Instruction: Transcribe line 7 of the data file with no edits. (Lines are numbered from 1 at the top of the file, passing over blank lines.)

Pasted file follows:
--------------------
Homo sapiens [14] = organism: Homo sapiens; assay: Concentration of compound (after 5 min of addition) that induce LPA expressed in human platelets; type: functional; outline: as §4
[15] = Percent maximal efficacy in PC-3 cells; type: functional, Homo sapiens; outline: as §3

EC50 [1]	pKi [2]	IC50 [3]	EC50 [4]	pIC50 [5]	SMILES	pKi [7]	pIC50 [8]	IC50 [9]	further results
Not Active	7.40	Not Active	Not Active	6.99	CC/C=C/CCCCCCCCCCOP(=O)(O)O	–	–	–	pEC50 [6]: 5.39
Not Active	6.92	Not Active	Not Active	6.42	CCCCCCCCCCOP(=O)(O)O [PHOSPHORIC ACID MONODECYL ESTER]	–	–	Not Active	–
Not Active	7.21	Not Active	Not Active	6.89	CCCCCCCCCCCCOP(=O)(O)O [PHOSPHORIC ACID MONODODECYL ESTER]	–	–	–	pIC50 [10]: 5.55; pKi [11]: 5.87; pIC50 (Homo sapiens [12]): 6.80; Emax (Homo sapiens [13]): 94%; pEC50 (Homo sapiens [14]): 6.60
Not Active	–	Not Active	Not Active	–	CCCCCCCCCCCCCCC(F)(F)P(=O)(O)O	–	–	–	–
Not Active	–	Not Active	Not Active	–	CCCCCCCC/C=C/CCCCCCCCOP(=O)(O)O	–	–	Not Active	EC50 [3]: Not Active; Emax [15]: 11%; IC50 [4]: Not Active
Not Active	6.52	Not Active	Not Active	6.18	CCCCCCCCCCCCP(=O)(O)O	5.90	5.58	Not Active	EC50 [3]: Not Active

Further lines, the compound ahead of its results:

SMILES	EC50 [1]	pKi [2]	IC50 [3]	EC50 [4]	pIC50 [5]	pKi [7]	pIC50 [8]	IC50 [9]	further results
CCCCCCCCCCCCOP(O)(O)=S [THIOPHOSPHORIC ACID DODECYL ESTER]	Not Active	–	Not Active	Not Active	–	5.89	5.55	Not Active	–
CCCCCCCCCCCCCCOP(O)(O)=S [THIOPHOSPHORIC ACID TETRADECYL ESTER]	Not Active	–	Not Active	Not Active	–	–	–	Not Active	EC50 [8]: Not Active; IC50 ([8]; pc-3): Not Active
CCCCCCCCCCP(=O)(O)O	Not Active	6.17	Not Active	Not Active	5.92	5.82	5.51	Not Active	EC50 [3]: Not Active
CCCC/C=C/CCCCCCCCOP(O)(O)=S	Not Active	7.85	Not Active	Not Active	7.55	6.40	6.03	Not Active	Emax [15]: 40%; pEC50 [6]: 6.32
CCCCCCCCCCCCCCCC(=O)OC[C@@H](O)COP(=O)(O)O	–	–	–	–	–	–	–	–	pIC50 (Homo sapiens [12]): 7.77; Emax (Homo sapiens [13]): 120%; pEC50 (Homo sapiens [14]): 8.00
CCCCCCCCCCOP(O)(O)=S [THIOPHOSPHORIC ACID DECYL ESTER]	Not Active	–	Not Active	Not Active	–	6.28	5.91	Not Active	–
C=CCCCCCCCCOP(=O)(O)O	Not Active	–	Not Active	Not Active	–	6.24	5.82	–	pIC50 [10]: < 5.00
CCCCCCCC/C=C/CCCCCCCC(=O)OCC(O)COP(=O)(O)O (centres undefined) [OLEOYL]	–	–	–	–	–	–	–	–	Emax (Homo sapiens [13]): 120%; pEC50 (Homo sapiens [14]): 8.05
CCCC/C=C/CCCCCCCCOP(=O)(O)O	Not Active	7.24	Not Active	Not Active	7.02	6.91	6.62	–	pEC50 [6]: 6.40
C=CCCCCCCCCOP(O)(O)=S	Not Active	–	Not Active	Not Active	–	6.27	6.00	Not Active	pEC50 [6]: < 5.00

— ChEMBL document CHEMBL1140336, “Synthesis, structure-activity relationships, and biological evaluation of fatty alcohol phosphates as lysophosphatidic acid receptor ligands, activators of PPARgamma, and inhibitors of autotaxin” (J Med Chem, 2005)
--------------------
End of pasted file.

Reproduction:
Not Active	–	Not Active	Not Active	–	CCCCCCCCCCCCCCC(F)(F)P(=O)(O)O	–	–	–	–